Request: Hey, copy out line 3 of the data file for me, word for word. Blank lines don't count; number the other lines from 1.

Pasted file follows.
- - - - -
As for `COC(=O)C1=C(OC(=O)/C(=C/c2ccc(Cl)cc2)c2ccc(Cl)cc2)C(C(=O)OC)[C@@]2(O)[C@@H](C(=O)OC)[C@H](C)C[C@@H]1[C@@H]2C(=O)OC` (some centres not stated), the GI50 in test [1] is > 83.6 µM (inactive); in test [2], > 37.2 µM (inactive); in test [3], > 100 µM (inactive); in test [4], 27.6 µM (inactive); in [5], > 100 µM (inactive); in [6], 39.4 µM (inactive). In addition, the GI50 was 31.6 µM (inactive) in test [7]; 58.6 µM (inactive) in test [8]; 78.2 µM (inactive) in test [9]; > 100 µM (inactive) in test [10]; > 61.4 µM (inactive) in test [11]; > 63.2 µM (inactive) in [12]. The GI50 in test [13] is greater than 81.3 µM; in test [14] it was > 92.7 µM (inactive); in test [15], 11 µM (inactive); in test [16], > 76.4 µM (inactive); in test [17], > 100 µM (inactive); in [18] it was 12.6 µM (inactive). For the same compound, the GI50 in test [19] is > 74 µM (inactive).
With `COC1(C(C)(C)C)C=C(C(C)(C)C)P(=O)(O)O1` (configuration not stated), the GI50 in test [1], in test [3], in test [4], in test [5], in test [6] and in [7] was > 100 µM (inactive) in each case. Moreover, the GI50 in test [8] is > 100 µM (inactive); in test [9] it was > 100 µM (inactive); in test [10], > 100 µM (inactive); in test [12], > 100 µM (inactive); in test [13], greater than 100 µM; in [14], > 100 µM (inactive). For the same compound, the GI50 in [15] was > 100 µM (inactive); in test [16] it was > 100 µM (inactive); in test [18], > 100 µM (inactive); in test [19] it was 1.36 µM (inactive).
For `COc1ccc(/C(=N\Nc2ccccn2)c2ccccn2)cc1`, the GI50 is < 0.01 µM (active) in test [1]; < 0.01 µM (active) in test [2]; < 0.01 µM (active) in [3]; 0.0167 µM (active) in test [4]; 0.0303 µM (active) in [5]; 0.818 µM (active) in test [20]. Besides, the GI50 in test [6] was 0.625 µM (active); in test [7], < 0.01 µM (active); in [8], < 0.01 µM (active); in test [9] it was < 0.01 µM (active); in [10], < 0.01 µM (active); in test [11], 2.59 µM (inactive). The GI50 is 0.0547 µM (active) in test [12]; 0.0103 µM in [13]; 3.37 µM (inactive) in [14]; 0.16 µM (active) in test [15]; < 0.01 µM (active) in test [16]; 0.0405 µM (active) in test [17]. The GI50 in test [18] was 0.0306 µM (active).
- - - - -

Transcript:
For `COc1ccc(/C(=N\Nc2ccccn2)c2ccccn2)cc1`, the GI50 is < 0.01 µM (active) in test [1]; < 0.01 µM (active) in test [2]; < 0.01 µM (active) in [3]; 0.0167 µM (active) in test [4]; 0.0303 µM (active) in [5]; 0.818 µM (active) in test [20]. Besides, the GI50 in test [6] was 0.625 µM (active); in test [7], < 0.01 µM (active); in [8], < 0.01 µM (active); in test [9] it was < 0.01 µM (active); in [10], < 0.01 µM (active); in test [11], 2.59 µM (inactive). The GI50 is 0.0547 µM (active) in test [12]; 0.0103 µM in [13]; 3.37 µM (inactive) in [14]; 0.16 µM (active) in test [15]; < 0.01 µM (active) in test [16]; 0.0405 µM (active) in test [17]. The GI50 in test [18] was 0.0306 µM (active).